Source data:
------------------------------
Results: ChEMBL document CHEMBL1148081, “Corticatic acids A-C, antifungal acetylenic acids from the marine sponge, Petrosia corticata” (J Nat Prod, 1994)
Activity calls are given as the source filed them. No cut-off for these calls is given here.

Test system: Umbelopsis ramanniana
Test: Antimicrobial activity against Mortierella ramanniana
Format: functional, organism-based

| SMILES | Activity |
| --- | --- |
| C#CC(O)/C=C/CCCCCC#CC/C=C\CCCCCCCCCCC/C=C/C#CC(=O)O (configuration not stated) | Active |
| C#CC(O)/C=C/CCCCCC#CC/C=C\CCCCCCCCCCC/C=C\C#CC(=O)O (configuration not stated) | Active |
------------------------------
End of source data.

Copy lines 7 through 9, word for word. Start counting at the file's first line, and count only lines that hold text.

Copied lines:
| --- | --- |
| C#CC(O)/C=C/CCCCCC#CC/C=C\CCCCCCCCCCC/C=C/C#CC(=O)O (configuration not stated) | Active |
| C#CC(O)/C=C/CCCCCC#CC/C=C\CCCCCCCCCCC/C=C\C#CC(=O)O (configuration not stated) | Active |